When authors suggest a code snippet (piece of code) in their WordPress tutorials to introduce new functionality in WordPress, WordPress administrators add such code snippet to the theme’s functions.php file.
There are a number of limitations and disadvantages when you add code snippets to the theme’s fucntions.php file, for example when you change the theme you have to migrate most of the code. Instead it is recommended to create a Site-Specific Snippets WordPress plugin, which is used specifically for these code snippets. In this blog post we will explain:
- What is a Site-Specific Code Snippets WordPress Plugin
- Why you need a Site-Specific Code Snippets WordPress Plugin and what are the advantages
- 3 Easy Steps to Create a Site-Specific Code Snippets WordPress Plugin
What is a Site-Specific Code Snippets WordPress Plugin
If you would like to add new functionality specific to your WordPress blog or website, such as configuring a number of pages to run on SSL, or something you’ve read about in our WordPress security tutorials and hacks, you can add these code snippets directly to the site-specific code snippets plugin file rather than to the theme’s functions.php file.
Why your WordPress needs a Site-Specific Code Snippets Plugin
More Flexibility and Better Integration
Developers frequently release theme upgrades, especially when using premium themes. Each time you upgrade your theme the custom code snippets you added to your functions.php file will be overwritten, unless you manually upgrade the theme, or manually copy the code snippets from one functions.php file to the other.
If the code snippets you find in WordPress tutorial is added to the Site-Specific Code Snippets WordPress plugin instead, you do not have to worry about upgrading the theme or forgetting to merge the code. Therefore theme upgrades can be done seamlessly.
By using a site-specific Code Snippets plugin you can also allow other active WordPress plugins installed on your blog or website to be able to access the custom functions, hence avoiding extra customizations.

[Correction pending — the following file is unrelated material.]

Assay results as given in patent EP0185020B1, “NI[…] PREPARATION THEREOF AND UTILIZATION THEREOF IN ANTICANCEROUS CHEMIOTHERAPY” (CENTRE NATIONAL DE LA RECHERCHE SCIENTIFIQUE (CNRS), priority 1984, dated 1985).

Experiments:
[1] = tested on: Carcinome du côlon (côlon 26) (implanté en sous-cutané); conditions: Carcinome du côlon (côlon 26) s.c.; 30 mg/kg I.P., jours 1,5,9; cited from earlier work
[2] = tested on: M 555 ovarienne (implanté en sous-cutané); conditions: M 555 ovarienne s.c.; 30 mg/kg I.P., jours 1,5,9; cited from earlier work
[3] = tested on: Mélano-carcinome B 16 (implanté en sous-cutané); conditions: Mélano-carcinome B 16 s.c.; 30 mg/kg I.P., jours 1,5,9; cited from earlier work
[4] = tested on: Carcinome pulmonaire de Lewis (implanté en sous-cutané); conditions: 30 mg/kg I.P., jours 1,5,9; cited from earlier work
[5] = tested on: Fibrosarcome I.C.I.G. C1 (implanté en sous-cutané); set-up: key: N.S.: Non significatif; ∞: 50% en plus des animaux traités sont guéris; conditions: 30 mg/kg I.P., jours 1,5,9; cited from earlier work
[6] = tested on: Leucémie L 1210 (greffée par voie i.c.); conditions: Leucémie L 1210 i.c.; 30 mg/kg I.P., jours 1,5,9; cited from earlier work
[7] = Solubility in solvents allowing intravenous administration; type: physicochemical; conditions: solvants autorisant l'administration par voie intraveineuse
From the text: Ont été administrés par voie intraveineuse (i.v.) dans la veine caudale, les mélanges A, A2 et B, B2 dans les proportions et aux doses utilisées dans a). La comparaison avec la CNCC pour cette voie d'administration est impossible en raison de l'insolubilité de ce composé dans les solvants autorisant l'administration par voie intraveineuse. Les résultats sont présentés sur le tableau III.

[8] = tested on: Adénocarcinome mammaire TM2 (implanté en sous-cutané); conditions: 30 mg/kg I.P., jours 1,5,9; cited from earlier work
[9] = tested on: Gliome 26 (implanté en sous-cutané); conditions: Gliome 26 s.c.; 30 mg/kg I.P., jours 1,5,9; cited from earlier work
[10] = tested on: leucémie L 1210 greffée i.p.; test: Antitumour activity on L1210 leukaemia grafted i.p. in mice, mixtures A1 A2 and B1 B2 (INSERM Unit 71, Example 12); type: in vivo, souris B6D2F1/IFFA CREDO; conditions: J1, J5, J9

We always recommend everyone to test website customizations and new code snippets on a test website before putting them on the live website.
When you add new code snippets to your WordPress theme’s functions.php file, there are risks that the code might break your website and you get a WordPress Whitescreen of death.
On the other hand, should a WordPress php code snippet be problematic when added to the plugin, the Site-Specific plugin will be automatically disabled rather than breaking down your website, hence it increases reliability.
How to Create a Site-Specific WordPress Plugin
- Create a new directory in the WordPress plugin directory (/wp-content/plugins) and name it after your site, for example /wp-content/plugins/wpwhitesecurity/
- Create a new php file in the new directory. The name of the file could be anything you want, but just to keep things standard, you can name it as your site, e.g. wpwhitesecurity.php
- Add the below code snippet to the php file:
<?php /* Plugin Name: Site-specific plugin for wpwhitesecurity.com Description: site-specific plugin code in this file */
Once you added the code snippets, save the file and enable the site-specific plugin from the WordPress dashboard.
No need to worry again about missing some code snippet, forgetting to migrate it, or breaking some functionality when upgrading your theme or your WordPress. Next time you encounter a WordPress code snippet and would like to add it to your website, add it to the site-specific plugin file.